With large-scale projects spanning 14 countries, Oman-based S&T Interiors and Contracting Company is prepared to make a major march into the three and four-star hotel market.
Despite lower oil prices and the current geopolitical situation, which influence the GCC’s hospitality industry, most experts remain optimistic that the region is poised to experience further growth. As new developments come along ahead of Expo 2020 in Dubai and the 2022 FIFA World Cup in Qatar, the positive upturn in the GCC hospitality sector spells an opportunity for interiors and fit-out contracts on fresh projects and also for hotel refurbishment.
The figures from the latest GCC Building, Construction and Interiors Market report by Ventures ME show the GCC interiors and fit-out spend in the hotel sector is expected to increase from $892m in 2015 to $1.8bn by the end of this year. As expected, the report shows that the UAE is projected to spend the most in 2016, followed by Saudi Arabia, Qatar and Bahrain respectively.
With these figures in mind, K.S. Ravikumar, executive director of international operations at S&T Interiors and Contracting company is also anticipating good opportunities in its primary markets – Oman, the UAE and Qatar.
“At S&T, our projects reflect this trend, as we are executing work at hotels in Oman along with the retail package and wooden panelling and doors for Muscat International Airport,” says Ravikumar. “We have recently undertaken food and beverage outlets, spa and gym fit-out works for Kempinski Hotel, Al Mouj Muscat; supply and installation of interior design works for Rotana Hotel in Muscat; interior fit-out works for food and beverage areas for W Hotel; and supply and installation of timber doors and joinery works for JW Marriott Mumbai.”
Headquartered in Oman, S&T has been operating for nearly four decades across the Middle East, Europe, Asia and Africa, offering a range of products, including interior fit-out, general contracting and project supplies.
Commenting on the key challenges facing his industry today, Ravikumar says: “Skilled labour and expertise is a prime challenge and an obstacle facing the market. A company with qualified employees has various advantages like a flexible workforce, decreased labour costs, efficiency in planning and employee satisfaction.”
From interior fit-out for the Mandarin Oriental Hotel in Doha, Qatar and Mövenpick City Hotel in Colombo, Sri Lanka to the refurbishment of the Al Bustan Palace in Muscat, S&T’s current portfolio spans 14 countries and includes more than 150 executed landmark projects. However, the company is also looking to expand its operations to other markets across the world.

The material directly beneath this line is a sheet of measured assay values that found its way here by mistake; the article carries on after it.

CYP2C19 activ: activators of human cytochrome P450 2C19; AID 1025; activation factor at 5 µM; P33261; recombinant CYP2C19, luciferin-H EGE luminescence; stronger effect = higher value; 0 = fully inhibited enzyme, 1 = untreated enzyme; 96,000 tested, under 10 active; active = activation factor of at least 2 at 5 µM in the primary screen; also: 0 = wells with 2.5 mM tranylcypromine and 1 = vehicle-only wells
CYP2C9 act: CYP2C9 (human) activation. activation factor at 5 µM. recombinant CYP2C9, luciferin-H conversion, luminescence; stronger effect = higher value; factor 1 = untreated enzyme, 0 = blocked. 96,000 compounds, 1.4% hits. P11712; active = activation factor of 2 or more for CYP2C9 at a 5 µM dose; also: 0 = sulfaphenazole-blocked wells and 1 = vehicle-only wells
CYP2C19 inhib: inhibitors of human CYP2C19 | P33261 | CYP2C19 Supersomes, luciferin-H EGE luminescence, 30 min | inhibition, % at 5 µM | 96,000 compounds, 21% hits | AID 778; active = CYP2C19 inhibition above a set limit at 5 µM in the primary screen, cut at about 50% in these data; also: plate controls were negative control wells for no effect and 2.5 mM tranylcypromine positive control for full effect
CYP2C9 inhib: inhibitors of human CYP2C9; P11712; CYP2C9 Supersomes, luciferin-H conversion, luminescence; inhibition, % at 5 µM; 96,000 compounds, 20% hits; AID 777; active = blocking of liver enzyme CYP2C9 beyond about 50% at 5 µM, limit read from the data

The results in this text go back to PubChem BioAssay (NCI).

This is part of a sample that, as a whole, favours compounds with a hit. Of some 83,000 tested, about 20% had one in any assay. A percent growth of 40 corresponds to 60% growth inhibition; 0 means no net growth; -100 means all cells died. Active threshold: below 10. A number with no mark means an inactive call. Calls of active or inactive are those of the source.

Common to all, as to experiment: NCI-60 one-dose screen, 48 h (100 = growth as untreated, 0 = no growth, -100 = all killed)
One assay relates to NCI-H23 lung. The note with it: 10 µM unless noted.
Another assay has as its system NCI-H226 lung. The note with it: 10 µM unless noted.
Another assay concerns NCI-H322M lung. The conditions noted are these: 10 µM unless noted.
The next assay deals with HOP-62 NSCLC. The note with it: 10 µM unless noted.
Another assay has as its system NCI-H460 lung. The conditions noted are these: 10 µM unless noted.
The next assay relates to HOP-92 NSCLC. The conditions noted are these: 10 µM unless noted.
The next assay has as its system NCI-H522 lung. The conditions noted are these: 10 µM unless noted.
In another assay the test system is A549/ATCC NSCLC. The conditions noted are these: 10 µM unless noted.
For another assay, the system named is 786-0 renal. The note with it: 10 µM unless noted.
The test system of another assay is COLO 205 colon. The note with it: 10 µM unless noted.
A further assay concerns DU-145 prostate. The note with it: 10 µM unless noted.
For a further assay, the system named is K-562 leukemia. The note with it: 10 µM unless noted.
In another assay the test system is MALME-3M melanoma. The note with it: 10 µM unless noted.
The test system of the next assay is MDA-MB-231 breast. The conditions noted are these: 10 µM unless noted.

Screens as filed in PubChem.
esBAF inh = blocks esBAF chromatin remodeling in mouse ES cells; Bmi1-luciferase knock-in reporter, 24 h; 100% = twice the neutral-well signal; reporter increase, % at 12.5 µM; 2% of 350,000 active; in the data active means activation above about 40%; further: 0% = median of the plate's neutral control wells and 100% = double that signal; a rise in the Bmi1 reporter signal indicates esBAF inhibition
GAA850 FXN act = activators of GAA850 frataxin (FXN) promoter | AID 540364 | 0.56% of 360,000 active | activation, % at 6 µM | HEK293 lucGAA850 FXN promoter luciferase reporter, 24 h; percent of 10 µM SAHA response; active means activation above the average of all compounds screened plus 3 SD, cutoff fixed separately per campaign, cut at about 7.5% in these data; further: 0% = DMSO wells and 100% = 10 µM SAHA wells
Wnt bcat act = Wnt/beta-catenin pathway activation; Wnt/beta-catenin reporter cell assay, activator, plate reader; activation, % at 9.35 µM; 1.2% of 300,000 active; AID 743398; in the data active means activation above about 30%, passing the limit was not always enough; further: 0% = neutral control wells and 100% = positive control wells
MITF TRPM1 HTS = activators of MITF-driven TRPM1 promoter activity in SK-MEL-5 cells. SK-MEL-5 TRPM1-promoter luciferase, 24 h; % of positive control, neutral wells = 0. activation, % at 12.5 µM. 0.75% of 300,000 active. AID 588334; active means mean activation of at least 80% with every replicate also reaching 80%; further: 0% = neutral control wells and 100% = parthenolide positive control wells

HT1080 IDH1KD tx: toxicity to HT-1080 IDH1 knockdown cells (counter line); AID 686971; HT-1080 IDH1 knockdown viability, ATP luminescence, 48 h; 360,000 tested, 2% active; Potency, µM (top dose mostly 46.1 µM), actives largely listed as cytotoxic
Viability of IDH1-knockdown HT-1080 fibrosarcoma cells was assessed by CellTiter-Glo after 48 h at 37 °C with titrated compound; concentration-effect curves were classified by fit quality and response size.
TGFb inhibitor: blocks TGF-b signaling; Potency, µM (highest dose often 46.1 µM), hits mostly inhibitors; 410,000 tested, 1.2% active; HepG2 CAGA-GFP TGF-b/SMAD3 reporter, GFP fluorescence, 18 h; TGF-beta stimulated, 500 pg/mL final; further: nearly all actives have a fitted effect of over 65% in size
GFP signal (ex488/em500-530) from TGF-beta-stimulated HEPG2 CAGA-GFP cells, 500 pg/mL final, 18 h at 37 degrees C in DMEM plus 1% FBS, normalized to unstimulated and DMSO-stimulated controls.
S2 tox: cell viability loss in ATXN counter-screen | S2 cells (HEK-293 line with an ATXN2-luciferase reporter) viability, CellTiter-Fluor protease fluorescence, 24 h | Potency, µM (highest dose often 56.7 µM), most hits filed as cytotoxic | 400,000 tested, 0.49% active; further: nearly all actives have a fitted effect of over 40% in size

Ravikumar continues: “Being a global company and pursuing a truly global strategy, markets like Oman, the UAE, Qatar, the UK, India and Sri Lanka will remain important for us.”
In Qatar, S&T is the fit-out partner for one of the most prestigious projects, the Mandarin Oriental in Doha, designed by Dutch designer Marcel Wanders. In Dubai, one of its largest projects is fit-out work for the Lapita Hotel.
Since it was founded in 1977, the luxury market has been the strongest performing sector for S&T. In the run up to Expo 2020, Ravikumar is aware of the great potential offered by the budget and mid-range hotel market, which S&T is now strategically targeting.
“Currently, there is a huge demand for three and four-star budget hotels as the luxury hotel market seems to be saturated. There is an urgent need for hoteliers to set up new benchmarks to serve tourists as the ‘Airbnb’ syndrome is taking a toll on the hotel industry and the concept of home-sharing to tourists is picking up, causing a drop in hotel occupancy,” explains Ravikumar.
Bringing a designer’s vision to reality while remaining within a budget is one of the challenges many fit-out companies face. For Ravikumar and his team, clear communication and close coordination between all stakeholders involved is the key to achieving this.
“We don’t believe that good design has to be equivalent to high budgets,” he says. “We maintain a clear and transparent communication with designers, which helps them to guide us on what to prioritise and come up with creative ways to work within a budget. This, in turn, ensures that the final result covers the brief and expectations.”
When it comes to the newest design trends in hospitality interiors, Ravikumar notices that the GCC region and Dubai, in particular, is making a big move away from using traditional materials, such as stone and marble to using contemporary finishings such as acrylic or glass.
“If you were to look at a city like Dubai, you would see that everything is quite modern – especially the infrastructure. The fit-outs are mostly glass and metal, design is simple and incorporates flexible aesthetics.”
While the company is targeting other markets, one of its major projects is happening in the country of S&T’s origin – Oman. The team is doing the fit-out work of all retail areas for the Muscat International Airport expansion, which is, according to Ravikumar, the largest project to be undertaken in the history of the country.